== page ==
Greenfield greenhouse firm gives gardeners autumn advice

A SADDLEWORTH company that has established itself as a world leader in its field has given local gardeners advice on how to make sure a greenhouse or glasshouse can prove a huge help.

Hartley Botanic, based on Wellington Road on Greenfield, may win world-renowned awards at events like the Chelsea Flower Show but it still makes sure people living on its doorstep can make their gardens as pretty as possible.

And as the temperatures drop with Autumn coming, the company has given a few pointers to make sure your space does not suffer.

Hartley Botanic said: “The end of September is the time to reduce watering as temperatures drop.

“It is also time to take semi-ripe cuttings from tender plants like pelargoniums and salvias for overwintering if you haven’t already done so.

“Ideally, they should be kept in a frost-free glasshouse with divisions of chives, thyme, parsley lemon balm, mint and French tarragon – one of the benefits of a glasshouse is an extended cropping season.

“Indeed, most hardy herbs can be grown under cover through winter, so it’s worth potting extra for this purpose, growing under glass also makes the foliage softer and more aromatic.”

Those with greenhouses have also been told to remove individual leaves around aubergines, tomatoes, peppers and cucumber and begin composting aubergines that have finished cropping to create more space.

Ans just because the nights are getting longer and the thermometers are not reaching as high, do not think summer season is over.

Hartley Botanic added: “One of the delights of having a greenhouse is to produce out-of-season flowers.

“By providing extra warmth, plants which are normally dormant during early autumn and winter months can be ‘woken early’ and will look their best several months ahead of those grown naturally outdoors.

“Buy quality bulbs in autumn and plant closely in pots using peat-free potting compost and keep them in cool, deep shade under the greenhouse bench until the leaves are five centimetres long.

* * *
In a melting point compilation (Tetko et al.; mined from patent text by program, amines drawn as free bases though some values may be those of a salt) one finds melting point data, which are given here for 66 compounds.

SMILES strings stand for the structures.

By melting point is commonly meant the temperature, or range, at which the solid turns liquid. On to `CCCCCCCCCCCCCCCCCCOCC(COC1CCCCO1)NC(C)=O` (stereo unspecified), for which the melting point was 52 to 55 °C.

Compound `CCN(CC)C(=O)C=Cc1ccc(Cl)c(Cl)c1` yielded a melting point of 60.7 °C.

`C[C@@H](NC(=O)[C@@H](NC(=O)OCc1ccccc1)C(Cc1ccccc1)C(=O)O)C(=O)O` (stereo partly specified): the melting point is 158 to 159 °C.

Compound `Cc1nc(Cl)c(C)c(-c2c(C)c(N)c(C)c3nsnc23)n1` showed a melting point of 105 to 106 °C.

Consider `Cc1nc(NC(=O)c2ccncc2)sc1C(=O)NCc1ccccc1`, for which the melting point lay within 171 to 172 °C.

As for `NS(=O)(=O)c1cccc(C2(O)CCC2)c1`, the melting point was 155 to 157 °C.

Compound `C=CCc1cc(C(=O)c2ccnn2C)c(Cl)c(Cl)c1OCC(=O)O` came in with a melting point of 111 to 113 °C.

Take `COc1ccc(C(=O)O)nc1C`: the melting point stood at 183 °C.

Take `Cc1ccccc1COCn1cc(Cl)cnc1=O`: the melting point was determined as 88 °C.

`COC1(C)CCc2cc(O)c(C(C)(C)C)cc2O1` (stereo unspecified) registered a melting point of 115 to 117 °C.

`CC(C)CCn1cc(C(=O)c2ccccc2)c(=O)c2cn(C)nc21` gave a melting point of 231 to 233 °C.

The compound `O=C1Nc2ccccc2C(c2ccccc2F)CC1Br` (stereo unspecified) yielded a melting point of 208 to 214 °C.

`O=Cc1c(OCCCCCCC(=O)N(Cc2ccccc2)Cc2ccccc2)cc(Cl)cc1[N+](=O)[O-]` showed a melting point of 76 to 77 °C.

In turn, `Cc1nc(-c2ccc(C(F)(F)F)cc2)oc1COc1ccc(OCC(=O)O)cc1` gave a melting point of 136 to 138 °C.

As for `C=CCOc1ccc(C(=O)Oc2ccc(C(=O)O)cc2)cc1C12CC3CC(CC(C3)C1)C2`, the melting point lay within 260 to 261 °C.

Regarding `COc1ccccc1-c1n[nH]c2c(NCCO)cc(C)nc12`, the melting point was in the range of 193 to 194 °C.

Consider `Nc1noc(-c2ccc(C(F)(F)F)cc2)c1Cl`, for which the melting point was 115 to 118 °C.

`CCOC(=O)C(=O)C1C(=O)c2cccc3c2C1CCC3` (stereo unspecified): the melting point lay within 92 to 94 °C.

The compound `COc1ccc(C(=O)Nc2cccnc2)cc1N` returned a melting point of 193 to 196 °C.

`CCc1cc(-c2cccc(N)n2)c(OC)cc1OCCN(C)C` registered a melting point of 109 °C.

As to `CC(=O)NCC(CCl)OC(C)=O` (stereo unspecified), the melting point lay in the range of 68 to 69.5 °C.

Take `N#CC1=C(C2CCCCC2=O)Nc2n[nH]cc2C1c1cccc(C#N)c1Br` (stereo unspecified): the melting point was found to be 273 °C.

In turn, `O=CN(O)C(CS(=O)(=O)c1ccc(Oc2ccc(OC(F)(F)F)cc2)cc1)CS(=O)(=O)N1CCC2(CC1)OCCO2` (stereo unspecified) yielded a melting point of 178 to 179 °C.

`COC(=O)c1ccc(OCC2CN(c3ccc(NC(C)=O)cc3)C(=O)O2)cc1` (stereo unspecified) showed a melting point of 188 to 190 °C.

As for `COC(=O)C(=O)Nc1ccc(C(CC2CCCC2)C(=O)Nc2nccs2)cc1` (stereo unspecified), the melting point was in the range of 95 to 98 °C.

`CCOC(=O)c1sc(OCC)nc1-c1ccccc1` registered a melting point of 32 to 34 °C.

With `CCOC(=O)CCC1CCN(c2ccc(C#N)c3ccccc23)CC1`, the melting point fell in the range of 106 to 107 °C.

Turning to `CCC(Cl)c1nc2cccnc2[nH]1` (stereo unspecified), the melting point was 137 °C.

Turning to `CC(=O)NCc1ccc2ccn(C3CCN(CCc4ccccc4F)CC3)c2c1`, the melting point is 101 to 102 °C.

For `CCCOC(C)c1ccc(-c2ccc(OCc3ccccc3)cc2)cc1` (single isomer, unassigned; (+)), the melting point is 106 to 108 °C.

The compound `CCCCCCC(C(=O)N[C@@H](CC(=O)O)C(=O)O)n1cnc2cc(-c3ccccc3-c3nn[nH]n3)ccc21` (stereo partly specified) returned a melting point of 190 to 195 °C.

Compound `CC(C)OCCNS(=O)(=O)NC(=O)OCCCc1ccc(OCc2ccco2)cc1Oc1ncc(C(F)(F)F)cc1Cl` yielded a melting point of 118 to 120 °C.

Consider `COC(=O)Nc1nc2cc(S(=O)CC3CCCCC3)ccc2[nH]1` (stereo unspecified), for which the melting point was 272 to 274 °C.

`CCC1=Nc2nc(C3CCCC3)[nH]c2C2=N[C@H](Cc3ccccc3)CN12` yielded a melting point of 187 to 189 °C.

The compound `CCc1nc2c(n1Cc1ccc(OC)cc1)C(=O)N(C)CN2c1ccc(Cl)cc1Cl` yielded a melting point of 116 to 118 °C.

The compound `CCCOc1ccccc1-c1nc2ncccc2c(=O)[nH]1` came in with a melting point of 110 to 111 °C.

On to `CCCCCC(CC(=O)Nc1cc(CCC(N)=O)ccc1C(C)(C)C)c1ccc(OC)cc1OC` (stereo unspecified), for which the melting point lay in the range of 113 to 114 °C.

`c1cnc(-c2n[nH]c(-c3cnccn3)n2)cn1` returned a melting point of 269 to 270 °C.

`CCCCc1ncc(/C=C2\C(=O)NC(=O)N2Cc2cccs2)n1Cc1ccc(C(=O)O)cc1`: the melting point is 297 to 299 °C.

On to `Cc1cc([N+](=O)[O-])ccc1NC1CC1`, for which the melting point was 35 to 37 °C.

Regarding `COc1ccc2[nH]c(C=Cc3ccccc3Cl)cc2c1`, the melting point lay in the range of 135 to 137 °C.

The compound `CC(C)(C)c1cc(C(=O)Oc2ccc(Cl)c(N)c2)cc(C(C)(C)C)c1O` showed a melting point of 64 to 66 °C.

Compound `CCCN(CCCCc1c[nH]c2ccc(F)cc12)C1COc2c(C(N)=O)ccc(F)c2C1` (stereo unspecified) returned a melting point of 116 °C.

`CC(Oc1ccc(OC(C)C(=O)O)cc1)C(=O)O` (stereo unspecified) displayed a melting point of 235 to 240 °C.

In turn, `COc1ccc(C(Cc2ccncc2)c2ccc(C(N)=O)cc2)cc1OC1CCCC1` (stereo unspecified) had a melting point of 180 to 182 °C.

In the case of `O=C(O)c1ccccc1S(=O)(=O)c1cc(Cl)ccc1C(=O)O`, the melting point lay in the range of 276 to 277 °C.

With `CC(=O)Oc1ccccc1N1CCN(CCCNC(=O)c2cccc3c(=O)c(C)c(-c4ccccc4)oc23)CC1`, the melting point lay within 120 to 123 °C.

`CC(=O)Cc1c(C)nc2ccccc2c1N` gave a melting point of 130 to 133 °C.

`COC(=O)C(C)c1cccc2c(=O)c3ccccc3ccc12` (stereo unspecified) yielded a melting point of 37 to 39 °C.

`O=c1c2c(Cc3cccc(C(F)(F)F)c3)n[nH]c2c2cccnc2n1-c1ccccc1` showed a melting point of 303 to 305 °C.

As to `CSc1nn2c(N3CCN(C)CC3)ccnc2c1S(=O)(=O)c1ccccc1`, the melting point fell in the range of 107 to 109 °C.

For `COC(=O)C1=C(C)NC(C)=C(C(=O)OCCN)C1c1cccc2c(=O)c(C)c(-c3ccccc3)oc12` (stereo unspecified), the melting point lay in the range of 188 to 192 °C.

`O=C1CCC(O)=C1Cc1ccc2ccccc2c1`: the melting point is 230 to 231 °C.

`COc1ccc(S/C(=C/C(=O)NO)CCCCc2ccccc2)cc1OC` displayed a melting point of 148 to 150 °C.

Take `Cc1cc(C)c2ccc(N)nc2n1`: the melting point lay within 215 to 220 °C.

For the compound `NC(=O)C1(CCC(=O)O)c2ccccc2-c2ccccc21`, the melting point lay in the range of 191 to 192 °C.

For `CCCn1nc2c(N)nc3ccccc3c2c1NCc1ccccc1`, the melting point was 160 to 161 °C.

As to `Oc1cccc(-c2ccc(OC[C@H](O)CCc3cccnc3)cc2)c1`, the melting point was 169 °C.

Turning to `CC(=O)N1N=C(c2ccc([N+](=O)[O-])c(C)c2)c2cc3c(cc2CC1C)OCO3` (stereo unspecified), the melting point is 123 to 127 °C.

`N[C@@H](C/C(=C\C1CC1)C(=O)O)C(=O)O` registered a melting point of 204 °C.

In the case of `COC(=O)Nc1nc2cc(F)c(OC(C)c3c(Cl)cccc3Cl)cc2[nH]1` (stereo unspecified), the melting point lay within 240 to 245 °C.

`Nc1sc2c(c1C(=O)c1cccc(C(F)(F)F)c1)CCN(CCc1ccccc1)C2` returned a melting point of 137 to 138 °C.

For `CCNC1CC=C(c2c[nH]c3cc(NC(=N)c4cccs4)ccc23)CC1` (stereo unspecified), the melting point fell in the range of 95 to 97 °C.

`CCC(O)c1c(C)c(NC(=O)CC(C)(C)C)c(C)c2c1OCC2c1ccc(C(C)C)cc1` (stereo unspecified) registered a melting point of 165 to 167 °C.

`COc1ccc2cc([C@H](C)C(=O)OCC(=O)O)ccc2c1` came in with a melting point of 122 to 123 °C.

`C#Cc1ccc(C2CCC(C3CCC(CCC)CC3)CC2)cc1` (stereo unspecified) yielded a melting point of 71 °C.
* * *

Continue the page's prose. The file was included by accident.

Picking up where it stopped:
“Pick your plants with their flowering schedule in mind to keep blooms coming month after month. To get spring flowers as early as February and March, just pot up a few primulas and put them in your greenhouse.

“Don’t forget about bulbs. Simply plant them in pots about six to eight weeks before you want the blooms.

“Also, for those in-between times, African violets (Saintpaulia) and cape primroses (Streptocarpus) can be in bloom in a warm, frost-free greenhouse virtually all winter long.”

Despite still being able to plant and produce, the autumn does represent a time to get the scrubbing brush out and clean, as well as carrying out maintenance to make sure a greenhouse can be warmer.

“Aim to clean up both the inside and outside of your greenhouse on a warm and dry autumn day,” Hartley Botanic continued.

“Clean the windows of your greenhouse, not forgetting to pay attention to the individual frames. You can remove moss from overlapping panes with an old kitchen knife or plant label.

“Check your gutters are clear of leaves and clean down pipes. Scoop leaves out with your hands, (wear gloves) and flush debris away with a hosepipe or watering can. Organic matter can be composted.

“Clean the floor and disinfect all benches, shelving and equipment – this will help to control pests and diseases. September is the ideal month for treating vine weevil.

“You should try to eradicate pests and diseases from tender plants before bringing them into the Greenhouse over winter.

“And as the temperatures outside drop, so too do those inside the greenhouse. Check your greenhouse heater to make sure it’s working before the onset of cold weather.

“There are pros and cons to insulating the greenhouse with bubble wrap in winter. If you do choose to do it, an important consideration is to maintain a balance between the amount of light, heat conservation and ventilation.

“Full insulation reduces the amount of light coming into the greenhouse and increases humidity which can cause disease problems.

“To minimise this, be sure to remember to cut holes for the ventilators. If plants need shelter more than protection from the frost it is preferable to wrap them individually with fleece in the greenhouse.”

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